Tennessee Valley School Systems threaten lawsuit over BEP
Thursday night, the Hamilton County Board of Education took an 8 to 1 vote in favor of suing Tennessee over the state's BEP, or Basic Education Program.
The BEP is how the state formulates and apportions education funds to state public schools. BEP has often drawn the ire of Tennessee's larger, metropolitan school systems like Hamilton, Shelby, Knox or Davidson counties. But this time around, Hamilton has company from smaller systems such as Bradley, Polk, Marion, Grundy and Coffee counties, which claim the state is short-changing them, by underestimating the true cost of education.
The topic comes to full boil as the state's new education commissioner visits Chattanooga's "priority" schools.
As students in Mrs. Hawkins 4th grade class at Chattanooga's Woodmore Elementary go through their latest lesson. They do so under the watchful eye of Candice McQueen, Tennessee's new Education Commissioner, who's very aware of the impending lawsuit being brought by at least six area school systems over perceived inequities to school funding via the BEP.
"We have done some extraordinary work this year in giving 100-million dollars back from the governor's budget to the school districts to really compensate teachers better," said McQueen after her tour of Woodmore Elementary Friday afternoon.
But critics, which include the Hamilton County School Board, say the state is underestimating and portioning three quarters of a billion dollars annually that should be going to state school systems
"Right now, a lot of our schools in districts such as this require a lot of community support and teachers," said Hamilton County Board of Education's Karitsa Mosley, who represents District 5. "Faculty and staff are going beyond their means to provide them with things the state should be doing."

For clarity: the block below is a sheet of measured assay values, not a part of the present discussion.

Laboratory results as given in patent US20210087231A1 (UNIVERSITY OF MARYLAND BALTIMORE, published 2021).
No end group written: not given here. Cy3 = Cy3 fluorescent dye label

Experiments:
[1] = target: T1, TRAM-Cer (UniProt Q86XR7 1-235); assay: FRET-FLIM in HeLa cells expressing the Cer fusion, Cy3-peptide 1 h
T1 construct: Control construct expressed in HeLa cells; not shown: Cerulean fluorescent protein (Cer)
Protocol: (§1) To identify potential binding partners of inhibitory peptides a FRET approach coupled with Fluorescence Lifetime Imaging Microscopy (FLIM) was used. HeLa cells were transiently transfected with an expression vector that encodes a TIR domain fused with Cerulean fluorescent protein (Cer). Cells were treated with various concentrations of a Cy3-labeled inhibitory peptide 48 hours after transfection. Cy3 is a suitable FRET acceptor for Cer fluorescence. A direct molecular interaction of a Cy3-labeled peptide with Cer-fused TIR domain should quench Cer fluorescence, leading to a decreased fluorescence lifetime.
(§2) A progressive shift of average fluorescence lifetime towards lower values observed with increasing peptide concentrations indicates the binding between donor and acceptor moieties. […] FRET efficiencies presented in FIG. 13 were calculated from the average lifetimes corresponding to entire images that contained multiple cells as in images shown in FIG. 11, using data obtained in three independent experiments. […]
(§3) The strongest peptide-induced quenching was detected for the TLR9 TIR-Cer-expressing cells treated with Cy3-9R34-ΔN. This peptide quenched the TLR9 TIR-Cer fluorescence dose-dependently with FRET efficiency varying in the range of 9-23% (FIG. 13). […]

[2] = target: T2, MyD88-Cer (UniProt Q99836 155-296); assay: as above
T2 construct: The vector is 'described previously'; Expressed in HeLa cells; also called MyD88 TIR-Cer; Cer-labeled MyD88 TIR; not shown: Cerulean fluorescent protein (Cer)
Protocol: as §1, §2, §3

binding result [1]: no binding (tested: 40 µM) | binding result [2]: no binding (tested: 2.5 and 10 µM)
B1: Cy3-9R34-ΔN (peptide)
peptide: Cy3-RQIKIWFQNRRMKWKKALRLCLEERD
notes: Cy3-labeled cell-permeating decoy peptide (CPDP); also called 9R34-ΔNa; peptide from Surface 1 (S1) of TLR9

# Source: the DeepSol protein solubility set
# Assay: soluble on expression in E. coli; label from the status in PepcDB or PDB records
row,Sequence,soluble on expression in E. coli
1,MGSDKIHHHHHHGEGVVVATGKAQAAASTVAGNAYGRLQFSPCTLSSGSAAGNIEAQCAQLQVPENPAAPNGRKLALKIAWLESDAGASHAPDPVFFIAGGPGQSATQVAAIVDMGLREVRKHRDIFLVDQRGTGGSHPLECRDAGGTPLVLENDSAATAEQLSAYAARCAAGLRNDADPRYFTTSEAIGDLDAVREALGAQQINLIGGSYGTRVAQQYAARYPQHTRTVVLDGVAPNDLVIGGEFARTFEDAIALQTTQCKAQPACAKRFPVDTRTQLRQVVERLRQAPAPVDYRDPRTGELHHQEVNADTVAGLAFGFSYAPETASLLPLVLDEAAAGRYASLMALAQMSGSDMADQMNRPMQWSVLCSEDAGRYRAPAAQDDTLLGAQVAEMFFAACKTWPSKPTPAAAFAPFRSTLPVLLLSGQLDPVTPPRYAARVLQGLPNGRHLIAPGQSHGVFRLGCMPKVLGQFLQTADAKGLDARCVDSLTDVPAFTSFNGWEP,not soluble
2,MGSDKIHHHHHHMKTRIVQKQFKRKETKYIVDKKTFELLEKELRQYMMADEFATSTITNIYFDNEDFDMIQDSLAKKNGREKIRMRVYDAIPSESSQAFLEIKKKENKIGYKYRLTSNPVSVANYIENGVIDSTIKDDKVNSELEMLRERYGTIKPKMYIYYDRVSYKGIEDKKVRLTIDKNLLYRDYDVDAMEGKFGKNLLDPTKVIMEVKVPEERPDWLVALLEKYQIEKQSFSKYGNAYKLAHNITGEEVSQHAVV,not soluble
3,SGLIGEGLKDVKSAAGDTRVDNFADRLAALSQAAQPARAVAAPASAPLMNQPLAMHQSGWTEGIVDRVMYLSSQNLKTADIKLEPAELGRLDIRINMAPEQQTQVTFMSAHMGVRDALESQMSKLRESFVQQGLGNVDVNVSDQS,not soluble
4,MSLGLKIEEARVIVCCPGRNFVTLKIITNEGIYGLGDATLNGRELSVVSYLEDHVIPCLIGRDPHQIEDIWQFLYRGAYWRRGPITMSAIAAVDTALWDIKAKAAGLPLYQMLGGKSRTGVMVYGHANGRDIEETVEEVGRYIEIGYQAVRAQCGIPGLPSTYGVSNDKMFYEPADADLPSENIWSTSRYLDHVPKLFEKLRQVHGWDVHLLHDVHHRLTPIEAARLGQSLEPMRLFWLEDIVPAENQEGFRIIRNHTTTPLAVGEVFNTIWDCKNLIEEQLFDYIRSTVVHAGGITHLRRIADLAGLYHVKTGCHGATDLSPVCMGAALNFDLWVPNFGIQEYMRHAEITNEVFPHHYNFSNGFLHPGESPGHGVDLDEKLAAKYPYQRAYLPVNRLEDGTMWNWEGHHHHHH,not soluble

Tennessee State Senator Todd Gardenhire, who represents both Hamilton & Bradley Counties, says he believes school funding issues are often the case of misplaced priorities. "The County Commission has the power today to fund the schools up to where they need to be, so it's really the county school systems responsibility for funding it, they don't need us, it would be nice if we could give them a check, but there's no money to do it."
Scott Bennett, the attorney who represents Hamilton County's Board of Education, says the lawsuit is being drafted and will be filed soon after a March 23rd meeting between Governor Haslam and school superintendents from Tennessee's four largest school systems and McQueen.
"The Governor and I are actually meeting with the directors of schools in those areas in about a week to have a discussion as to what funding has already occurred under the governor's last four years and what opportunities have for the BEP funding in the future," said McQueen.
Bennett says McMinn County may join the lawsuit next week.
Saturday, January 20 2018 9:37 AM EST2018-01-20 14:37:09 GMT
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